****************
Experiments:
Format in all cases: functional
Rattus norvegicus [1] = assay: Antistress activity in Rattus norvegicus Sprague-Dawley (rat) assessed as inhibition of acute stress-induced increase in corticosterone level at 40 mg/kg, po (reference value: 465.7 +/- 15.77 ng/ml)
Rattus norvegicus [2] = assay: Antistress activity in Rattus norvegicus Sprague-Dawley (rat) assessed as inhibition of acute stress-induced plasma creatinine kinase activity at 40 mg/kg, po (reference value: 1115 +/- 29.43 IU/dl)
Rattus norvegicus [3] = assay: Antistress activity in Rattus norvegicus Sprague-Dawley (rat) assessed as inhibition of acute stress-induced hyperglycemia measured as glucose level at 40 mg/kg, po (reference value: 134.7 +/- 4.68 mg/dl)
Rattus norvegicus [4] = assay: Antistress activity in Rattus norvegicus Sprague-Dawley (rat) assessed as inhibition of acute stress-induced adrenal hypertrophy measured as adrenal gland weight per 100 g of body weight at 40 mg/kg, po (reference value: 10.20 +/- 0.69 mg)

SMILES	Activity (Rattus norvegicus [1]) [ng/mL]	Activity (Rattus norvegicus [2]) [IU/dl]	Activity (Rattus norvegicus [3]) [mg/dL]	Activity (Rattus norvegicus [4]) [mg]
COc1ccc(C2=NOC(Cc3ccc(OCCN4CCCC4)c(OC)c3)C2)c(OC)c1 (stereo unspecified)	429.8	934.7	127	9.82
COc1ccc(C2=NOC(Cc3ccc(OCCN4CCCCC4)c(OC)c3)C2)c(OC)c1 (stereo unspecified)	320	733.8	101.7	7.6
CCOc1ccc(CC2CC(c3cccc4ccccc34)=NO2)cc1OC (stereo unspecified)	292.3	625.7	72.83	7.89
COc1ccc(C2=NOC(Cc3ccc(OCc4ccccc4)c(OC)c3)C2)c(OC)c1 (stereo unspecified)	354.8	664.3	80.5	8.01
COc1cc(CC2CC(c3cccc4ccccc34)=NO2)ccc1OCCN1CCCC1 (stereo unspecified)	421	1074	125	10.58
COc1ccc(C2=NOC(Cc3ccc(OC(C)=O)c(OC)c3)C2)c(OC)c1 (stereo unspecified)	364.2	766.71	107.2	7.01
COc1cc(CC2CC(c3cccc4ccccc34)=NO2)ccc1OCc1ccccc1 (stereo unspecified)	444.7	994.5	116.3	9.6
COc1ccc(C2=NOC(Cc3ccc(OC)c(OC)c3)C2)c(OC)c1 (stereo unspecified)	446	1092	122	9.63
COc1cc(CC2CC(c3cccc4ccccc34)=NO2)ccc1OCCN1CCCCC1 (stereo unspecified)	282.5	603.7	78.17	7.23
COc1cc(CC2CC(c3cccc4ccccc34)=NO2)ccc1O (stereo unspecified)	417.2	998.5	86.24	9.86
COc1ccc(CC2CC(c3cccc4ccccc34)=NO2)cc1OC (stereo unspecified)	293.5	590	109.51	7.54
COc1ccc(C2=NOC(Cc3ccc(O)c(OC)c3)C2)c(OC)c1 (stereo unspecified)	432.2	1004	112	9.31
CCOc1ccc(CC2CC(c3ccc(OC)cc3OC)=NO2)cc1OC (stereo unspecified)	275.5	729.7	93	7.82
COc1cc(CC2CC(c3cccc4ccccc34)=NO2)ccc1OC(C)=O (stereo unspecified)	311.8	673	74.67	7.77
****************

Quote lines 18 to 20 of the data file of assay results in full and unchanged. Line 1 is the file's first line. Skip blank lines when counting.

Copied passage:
COc1ccc(CC2CC(c3cccc4ccccc34)=NO2)cc1OC (stereo unspecified)	293.5	590	109.51	7.54
COc1ccc(C2=NOC(Cc3ccc(O)c(OC)c3)C2)c(OC)c1 (stereo unspecified)	432.2	1004	112	9.31
CCOc1ccc(CC2CC(c3ccc(OC)cc3OC)=NO2)cc1OC (stereo unspecified)	275.5	729.7	93	7.82